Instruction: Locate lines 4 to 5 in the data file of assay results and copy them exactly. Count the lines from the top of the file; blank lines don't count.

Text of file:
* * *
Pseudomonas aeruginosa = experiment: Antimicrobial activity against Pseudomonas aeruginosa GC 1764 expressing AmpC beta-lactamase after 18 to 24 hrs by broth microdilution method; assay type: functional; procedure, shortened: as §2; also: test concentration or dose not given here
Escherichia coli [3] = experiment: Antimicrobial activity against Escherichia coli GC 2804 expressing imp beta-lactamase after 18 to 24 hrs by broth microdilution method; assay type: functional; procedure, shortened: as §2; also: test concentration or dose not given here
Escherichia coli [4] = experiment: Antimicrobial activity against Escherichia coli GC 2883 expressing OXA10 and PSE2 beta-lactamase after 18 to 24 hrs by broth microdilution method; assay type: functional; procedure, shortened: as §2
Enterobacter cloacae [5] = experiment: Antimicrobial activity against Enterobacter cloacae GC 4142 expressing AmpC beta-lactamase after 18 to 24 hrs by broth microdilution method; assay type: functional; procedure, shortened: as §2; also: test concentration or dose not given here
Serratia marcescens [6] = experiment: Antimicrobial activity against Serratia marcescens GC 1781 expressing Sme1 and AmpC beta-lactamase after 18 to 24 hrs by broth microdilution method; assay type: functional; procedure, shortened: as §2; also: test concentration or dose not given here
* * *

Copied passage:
Enterobacter cloacae [5] = experiment: Antimicrobial activity against Enterobacter cloacae GC 4142 expressing AmpC beta-lactamase after 18 to 24 hrs by broth microdilution method; assay type: functional; procedure, shortened: as §2; also: test concentration or dose not given here
Serratia marcescens [6] = experiment: Antimicrobial activity against Serratia marcescens GC 1781 expressing Sme1 and AmpC beta-lactamase after 18 to 24 hrs by broth microdilution method; assay type: functional; procedure, shortened: as §2; also: test concentration or dose not given here